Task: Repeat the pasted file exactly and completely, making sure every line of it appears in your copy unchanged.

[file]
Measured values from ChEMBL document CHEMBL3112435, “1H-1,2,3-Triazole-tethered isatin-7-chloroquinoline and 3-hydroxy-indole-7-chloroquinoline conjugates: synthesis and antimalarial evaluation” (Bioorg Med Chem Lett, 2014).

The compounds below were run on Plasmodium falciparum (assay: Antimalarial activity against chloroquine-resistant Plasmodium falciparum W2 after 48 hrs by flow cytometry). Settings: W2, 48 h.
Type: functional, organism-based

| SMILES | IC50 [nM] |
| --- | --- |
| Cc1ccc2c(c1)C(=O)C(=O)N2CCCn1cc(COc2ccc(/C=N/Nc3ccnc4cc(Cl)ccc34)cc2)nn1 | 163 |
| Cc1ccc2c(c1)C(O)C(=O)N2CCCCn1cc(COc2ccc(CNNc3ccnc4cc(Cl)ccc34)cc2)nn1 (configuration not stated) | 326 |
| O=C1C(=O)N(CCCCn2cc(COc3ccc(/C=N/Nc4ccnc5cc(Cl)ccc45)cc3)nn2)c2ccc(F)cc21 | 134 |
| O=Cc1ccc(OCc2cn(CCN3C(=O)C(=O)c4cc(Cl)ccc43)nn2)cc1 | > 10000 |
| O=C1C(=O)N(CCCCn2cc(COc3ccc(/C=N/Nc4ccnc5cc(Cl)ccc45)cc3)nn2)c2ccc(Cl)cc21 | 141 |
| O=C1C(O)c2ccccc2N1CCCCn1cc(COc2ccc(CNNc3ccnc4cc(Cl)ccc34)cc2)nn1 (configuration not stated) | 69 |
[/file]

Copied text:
Measured values from ChEMBL document CHEMBL3112435, “1H-1,2,3-Triazole-tethered isatin-7-chloroquinoline and 3-hydroxy-indole-7-chloroquinoline conjugates: synthesis and antimalarial evaluation” (Bioorg Med Chem Lett, 2014).

The compounds below were run on Plasmodium falciparum (assay: Antimalarial activity against chloroquine-resistant Plasmodium falciparum W2 after 48 hrs by flow cytometry). Settings: W2, 48 h.
Type: functional, organism-based

| SMILES | IC50 [nM] |
| --- | --- |
| Cc1ccc2c(c1)C(=O)C(=O)N2CCCn1cc(COc2ccc(/C=N/Nc3ccnc4cc(Cl)ccc34)cc2)nn1 | 163 |
| Cc1ccc2c(c1)C(O)C(=O)N2CCCCn1cc(COc2ccc(CNNc3ccnc4cc(Cl)ccc34)cc2)nn1 (configuration not stated) | 326 |
| O=C1C(=O)N(CCCCn2cc(COc3ccc(/C=N/Nc4ccnc5cc(Cl)ccc45)cc3)nn2)c2ccc(F)cc21 | 134 |
| O=Cc1ccc(OCc2cn(CCN3C(=O)C(=O)c4cc(Cl)ccc43)nn2)cc1 | > 10000 |
| O=C1C(=O)N(CCCCn2cc(COc3ccc(/C=N/Nc4ccnc5cc(Cl)ccc45)cc3)nn2)c2ccc(Cl)cc21 | 141 |
| O=C1C(O)c2ccccc2N1CCCCn1cc(COc2ccc(CNNc3ccnc4cc(Cl)ccc34)cc2)nn1 (configuration not stated) | 69 |